wherein said operator is configured to engage individual coil faces of said spring shaft during rotation thereof whereby said operator is resiliently urged by said spring shaft towards the extended or retracted position.
11. The locking mechanism of claim 10 wherein said operator comprises:
a locking pin reciprocally mounted to said frame for reciprocating between the retracted position and the extended position, said locking pin being configured for mating with the strike when the locking pin is disposed in the extended position; and
a driver fixedly connected to said locking pin.
12. The locking mechanism of claim 11 wherein:
said locking pin has a longitudinal axis;
said driver extends in a perpendicular direction to that of the longitudinal axis of said locking pin; and
said driver is dimensioned and positionable to fit between individual coils of said spring shaft.
13. The locking mechanism of claim 12 wherein said pin comprises a reduced end.
14. The locking mechanism of claim 12 wherein:
the locking pin comprises a slot and the driver is mounted therein; and
the strike includes an aperture and said locking pin is dimensioned for reception in the aperture.
15. The locking mechanism of claim 10 further comprising a bearing being interposed between said slide and said frame, said bearing permitting at least one of linear or rotational movement of said slide.
16. The locking mechanism of claim 15 wherein said slide comprises a spool having a pair of end stops.
17. The locking mechanism of claim 10 wherein said receptacle is at least partially defined by a wall and said wall includes a tapered portion.
18. A system comprising a plurality of locking mechanisms as defined by claim 10 and further comprising:
a computer system for controlling operation of each of the locking mechanisms via selective actuation of each of said motors, said computer system establishing selectively definable groups of locking mechanisms, one group of locking mechanisms being further controllable individually via remote access devices and a second group locking mechanisms is controllable solely by the computer system.
19. The system of claim 18 wherein the computer system actuates particular locking mechanisms depending upon time of day.
20. A locking mechanism for engaging a strike, the locking mechanism comprising:
frame means configured to receive the strike;
locking means mounted to said frame means for reciprocating between a retracted position and an extended position, said locking means being configured for mating with the strike when the locking means is disposed in the extended position;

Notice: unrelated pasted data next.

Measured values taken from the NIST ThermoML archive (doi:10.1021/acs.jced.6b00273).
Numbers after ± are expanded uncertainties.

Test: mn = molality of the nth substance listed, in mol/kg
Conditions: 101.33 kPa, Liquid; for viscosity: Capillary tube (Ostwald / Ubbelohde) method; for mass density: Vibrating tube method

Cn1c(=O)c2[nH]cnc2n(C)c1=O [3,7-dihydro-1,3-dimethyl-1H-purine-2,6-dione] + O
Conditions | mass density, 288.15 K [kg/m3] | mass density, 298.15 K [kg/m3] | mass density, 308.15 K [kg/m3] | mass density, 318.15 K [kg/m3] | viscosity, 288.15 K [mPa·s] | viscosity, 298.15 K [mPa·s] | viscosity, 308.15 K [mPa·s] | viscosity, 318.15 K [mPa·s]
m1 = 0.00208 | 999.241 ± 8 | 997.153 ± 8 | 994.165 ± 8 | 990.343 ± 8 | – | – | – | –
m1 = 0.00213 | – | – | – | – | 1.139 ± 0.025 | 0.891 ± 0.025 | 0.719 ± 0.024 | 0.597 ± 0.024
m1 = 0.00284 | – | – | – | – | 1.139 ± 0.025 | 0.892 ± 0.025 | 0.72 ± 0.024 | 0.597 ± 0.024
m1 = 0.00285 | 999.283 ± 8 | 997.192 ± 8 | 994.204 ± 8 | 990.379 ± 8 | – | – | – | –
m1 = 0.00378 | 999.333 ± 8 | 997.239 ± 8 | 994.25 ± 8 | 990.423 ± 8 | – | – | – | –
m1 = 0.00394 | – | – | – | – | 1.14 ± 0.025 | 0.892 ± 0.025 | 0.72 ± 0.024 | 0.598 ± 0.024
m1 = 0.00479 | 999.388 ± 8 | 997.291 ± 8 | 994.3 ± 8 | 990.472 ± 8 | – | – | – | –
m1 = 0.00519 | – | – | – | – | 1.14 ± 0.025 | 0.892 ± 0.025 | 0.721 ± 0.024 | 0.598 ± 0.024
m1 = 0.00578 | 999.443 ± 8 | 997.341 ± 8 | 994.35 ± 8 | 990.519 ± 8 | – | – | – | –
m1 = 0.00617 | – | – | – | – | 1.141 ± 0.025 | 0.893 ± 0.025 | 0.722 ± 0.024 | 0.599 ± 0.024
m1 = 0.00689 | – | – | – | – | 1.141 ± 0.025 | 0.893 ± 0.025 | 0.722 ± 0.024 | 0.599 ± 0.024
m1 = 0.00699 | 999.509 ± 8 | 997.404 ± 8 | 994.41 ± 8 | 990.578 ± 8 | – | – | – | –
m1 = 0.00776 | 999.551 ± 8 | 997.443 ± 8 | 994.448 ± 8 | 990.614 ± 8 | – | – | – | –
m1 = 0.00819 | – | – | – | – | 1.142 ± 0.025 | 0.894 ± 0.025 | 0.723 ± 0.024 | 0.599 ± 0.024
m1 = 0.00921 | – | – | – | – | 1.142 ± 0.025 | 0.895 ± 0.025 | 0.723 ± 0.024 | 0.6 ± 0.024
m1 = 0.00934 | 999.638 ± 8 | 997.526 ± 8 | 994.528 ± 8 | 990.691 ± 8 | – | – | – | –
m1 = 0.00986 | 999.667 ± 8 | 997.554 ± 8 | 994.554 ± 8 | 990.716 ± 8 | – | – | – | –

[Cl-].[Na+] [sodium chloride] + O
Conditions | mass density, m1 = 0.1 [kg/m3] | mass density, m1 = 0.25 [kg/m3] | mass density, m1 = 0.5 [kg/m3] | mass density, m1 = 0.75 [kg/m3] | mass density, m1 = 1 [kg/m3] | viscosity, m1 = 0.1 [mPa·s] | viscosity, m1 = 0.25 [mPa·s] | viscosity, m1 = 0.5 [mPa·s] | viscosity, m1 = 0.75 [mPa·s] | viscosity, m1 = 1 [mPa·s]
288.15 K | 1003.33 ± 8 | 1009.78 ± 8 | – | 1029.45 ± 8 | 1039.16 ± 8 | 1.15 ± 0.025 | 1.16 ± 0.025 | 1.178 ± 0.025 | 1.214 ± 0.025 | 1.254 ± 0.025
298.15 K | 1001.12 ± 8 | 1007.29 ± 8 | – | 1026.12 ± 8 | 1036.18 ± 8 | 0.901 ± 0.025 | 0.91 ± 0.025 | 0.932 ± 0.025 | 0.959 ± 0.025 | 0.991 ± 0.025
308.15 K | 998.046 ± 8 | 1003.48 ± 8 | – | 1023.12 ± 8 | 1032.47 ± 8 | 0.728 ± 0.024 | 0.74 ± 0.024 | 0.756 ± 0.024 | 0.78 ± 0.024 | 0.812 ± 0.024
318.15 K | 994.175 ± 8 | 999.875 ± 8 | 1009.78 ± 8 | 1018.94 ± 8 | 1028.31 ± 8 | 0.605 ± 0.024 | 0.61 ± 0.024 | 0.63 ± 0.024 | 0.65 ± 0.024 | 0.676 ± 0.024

drive means for linearly driving said locking means;
a motor for driving a drive shaft;
a spring shaft having a first end and an axially spaced second end, the first end being engageable with said drive shaft; and
coupling means for coupling the second end of said spring shaft to permit limited axial movement of said second end;
wherein said drive means is configured to engage individual coil faces of said spring shaft during rotation thereof whereby said locking means is resiliently urged by said spring shaft toward the extended or retracted position.
Description
BACKGROUND OF THE INVENTION

The present invention relates generally to security systems and, more particularly, relates to locking mechanisms for controlling access to various areas of a facility.

Securing various areas of a facility such as a school or university requires a relatively complex system. For example, the facilities of a university may be spread across a number of buildings each of which may include laboratories and cabinets, etc. to which various individuals may be authorized access. In order to manage this access, sophisticated security systems now may include an electronic control system such as a computer. The computer may include software to authorize general access to various groups of individuals or specific access to individuals themselves. For example, for general access to a particular building, laboratory or cabinet within a building, the computer may remotely control locking mechanisms for the locking and unlocking of doors at particular times during a day. Specific access may be granted to a particular individual via a remote access system such as a key pad, card reader or the like located adjacent the building, laboratory or cabinet to be entered.

One locking mechanism to which the invention relates is described in U.S. Pat. No. 5,640,863 to Frolov issued Jun. 24, 1997 and assigned to the present assignee hereof and entitled “Clutch Mechanism For Door Lock System.” This patent discloses an electronic lock control mechanism which is integrated with the lockset of a door.